Most new equipment used today operates with signals from international constellations of satellites, in addition to GPS. The other systems most often accessed are GLONASS from Russia, BeiDou from China, and Galileo from Europe, expected to be fully operational in 2022. Other countries also use U.S. GPS, although national security concerns have motivated them to develop independent systems. The more signals there are, the more reliable navigation is, so complementary systems benefit everyone and offer a “Plan B” if problems arise with a specific constellation.
GNSS for Disaster and Climate Change Monitoring
An emerging field of study indicates that GNSS could be a useful tool for monitoring natural disasters because the GNSS signals are altered by changes in the atmosphere. At Oregon State University, research is being conducted by Dr. Jihye Park on hurricanes and typhoons. Park applies advanced algorithms to GNSS data to help forecast and track extreme weather.
“My research concentrates on hazard monitoring using GNSS,” explains Dr. Park, civil and construction engineering assistant professor at Oregon State University. “GNSS is capable of precisely measuring the water vapor pressure in the atmosphere. Recently, my research team analyzed the spatial distribution of water vapor pressure before, during, and after hurricanes and a typhoon, and found that it could be useful to predict the path of the weather event.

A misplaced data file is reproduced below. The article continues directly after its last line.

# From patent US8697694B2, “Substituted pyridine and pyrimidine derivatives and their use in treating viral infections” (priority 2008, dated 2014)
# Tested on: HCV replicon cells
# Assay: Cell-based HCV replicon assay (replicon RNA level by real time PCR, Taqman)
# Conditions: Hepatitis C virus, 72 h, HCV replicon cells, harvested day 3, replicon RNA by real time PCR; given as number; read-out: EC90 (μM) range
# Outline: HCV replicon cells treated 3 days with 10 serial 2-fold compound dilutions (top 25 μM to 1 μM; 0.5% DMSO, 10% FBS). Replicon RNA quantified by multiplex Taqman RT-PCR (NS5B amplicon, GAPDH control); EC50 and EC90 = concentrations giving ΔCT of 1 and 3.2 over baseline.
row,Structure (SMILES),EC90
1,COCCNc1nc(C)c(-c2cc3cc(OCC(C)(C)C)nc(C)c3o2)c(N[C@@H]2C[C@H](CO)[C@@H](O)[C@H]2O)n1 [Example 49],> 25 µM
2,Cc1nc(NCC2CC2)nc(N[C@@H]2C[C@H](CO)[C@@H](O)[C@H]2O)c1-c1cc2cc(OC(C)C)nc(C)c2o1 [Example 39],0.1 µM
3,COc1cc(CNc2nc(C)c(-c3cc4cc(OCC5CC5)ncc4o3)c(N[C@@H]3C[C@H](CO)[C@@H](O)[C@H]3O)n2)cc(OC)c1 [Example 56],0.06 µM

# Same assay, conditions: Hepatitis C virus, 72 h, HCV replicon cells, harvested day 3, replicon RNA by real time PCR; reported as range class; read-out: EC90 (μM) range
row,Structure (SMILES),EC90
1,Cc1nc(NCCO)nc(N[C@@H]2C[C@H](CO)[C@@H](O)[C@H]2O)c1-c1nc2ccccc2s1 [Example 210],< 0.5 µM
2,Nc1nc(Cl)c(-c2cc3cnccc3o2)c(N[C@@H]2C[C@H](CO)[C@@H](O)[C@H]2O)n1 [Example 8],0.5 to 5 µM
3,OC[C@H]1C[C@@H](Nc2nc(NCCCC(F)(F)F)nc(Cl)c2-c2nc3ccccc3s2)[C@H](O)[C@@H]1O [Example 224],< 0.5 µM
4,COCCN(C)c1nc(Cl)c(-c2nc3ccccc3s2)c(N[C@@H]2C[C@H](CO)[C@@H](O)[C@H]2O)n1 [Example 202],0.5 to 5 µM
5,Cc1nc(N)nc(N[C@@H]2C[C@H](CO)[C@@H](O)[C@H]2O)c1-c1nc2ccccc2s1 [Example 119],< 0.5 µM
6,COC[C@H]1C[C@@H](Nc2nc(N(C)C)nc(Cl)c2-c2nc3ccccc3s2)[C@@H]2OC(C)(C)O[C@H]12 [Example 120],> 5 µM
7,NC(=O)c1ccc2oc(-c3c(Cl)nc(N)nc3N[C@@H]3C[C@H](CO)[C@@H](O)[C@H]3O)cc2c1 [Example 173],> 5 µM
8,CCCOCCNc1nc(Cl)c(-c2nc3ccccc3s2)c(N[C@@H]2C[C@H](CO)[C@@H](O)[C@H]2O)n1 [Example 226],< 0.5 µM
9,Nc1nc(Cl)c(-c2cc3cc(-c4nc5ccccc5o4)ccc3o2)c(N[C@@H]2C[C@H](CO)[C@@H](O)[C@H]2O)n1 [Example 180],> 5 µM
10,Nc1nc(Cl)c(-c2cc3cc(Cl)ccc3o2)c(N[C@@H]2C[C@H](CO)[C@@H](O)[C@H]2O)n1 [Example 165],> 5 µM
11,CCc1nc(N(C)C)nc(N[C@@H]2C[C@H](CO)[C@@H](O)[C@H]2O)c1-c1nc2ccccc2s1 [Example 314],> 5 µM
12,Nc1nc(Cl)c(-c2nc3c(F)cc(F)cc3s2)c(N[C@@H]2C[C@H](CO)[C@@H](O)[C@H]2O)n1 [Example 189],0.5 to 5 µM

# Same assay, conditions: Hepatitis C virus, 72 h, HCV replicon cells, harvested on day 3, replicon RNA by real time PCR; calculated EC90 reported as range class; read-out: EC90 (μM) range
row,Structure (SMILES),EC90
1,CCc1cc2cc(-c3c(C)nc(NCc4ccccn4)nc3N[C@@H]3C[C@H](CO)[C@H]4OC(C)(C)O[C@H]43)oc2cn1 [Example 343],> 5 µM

“Since GNSS stations already exist in many countries ‒ the U.S. alone has more than 3,000 base stations ‒ and the data is freely available, this existing infrastructure could be used to develop valuable warning systems in places vulnerable to destructive storms,” says Park.
Park is also researching GNSS-Reflectometry, which is an excellent tool for monitoring sea levels. By using GNSS data near the coast, researchers measure the long-term water level change that is related to climate change. This approach is also useful for monitoring flooding and inundation.